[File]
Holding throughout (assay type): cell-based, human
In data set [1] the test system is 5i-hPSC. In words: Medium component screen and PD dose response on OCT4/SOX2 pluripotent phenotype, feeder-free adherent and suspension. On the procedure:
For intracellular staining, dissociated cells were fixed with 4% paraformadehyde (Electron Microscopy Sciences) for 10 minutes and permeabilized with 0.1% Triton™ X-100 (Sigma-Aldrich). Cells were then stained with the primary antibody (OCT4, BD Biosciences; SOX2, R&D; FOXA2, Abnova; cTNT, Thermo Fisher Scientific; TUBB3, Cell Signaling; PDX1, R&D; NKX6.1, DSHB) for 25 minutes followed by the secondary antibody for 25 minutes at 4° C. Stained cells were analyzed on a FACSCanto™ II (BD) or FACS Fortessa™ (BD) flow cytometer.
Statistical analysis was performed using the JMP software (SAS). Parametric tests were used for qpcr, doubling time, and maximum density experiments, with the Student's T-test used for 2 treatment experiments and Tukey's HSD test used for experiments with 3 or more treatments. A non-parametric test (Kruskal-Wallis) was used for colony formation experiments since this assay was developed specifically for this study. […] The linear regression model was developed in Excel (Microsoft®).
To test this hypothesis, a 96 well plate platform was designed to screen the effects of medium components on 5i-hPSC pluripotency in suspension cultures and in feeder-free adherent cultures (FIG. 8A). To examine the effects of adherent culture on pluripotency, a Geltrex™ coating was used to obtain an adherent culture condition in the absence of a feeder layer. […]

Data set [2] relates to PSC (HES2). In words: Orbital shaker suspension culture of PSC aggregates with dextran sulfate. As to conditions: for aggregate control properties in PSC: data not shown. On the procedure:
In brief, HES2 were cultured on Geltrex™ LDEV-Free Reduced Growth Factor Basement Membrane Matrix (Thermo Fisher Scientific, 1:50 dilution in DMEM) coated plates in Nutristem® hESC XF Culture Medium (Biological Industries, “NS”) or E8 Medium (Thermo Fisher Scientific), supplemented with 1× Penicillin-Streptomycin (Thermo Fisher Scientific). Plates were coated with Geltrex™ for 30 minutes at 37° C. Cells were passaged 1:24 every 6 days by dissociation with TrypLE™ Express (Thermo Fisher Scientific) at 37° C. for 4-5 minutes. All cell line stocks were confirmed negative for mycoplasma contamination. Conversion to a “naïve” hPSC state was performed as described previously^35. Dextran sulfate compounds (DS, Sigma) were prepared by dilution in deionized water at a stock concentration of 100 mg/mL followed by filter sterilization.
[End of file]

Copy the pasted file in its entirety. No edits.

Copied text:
Holding throughout (assay type): cell-based, human
In data set [1] the test system is 5i-hPSC. In words: Medium component screen and PD dose response on OCT4/SOX2 pluripotent phenotype, feeder-free adherent and suspension. On the procedure:
For intracellular staining, dissociated cells were fixed with 4% paraformadehyde (Electron Microscopy Sciences) for 10 minutes and permeabilized with 0.1% Triton™ X-100 (Sigma-Aldrich). Cells were then stained with the primary antibody (OCT4, BD Biosciences; SOX2, R&D; FOXA2, Abnova; cTNT, Thermo Fisher Scientific; TUBB3, Cell Signaling; PDX1, R&D; NKX6.1, DSHB) for 25 minutes followed by the secondary antibody for 25 minutes at 4° C. Stained cells were analyzed on a FACSCanto™ II (BD) or FACS Fortessa™ (BD) flow cytometer.
Statistical analysis was performed using the JMP software (SAS). Parametric tests were used for qpcr, doubling time, and maximum density experiments, with the Student's T-test used for 2 treatment experiments and Tukey's HSD test used for experiments with 3 or more treatments. A non-parametric test (Kruskal-Wallis) was used for colony formation experiments since this assay was developed specifically for this study. […] The linear regression model was developed in Excel (Microsoft®).
To test this hypothesis, a 96 well plate platform was designed to screen the effects of medium components on 5i-hPSC pluripotency in suspension cultures and in feeder-free adherent cultures (FIG. 8A). To examine the effects of adherent culture on pluripotency, a Geltrex™ coating was used to obtain an adherent culture condition in the absence of a feeder layer. […]

Data set [2] relates to PSC (HES2). In words: Orbital shaker suspension culture of PSC aggregates with dextran sulfate. As to conditions: for aggregate control properties in PSC: data not shown. On the procedure:
In brief, HES2 were cultured on Geltrex™ LDEV-Free Reduced Growth Factor Basement Membrane Matrix (Thermo Fisher Scientific, 1:50 dilution in DMEM) coated plates in Nutristem® hESC XF Culture Medium (Biological Industries, “NS”) or E8 Medium (Thermo Fisher Scientific), supplemented with 1× Penicillin-Streptomycin (Thermo Fisher Scientific). Plates were coated with Geltrex™ for 30 minutes at 37° C. Cells were passaged 1:24 every 6 days by dissociation with TrypLE™ Express (Thermo Fisher Scientific) at 37° C. for 4-5 minutes. All cell line stocks were confirmed negative for mycoplasma contamination. Conversion to a “naïve” hPSC state was performed as described previously^35. Dextran sulfate compounds (DS, Sigma) were prepared by dilution in deionized water at a stock concentration of 100 mg/mL followed by filter sterilization.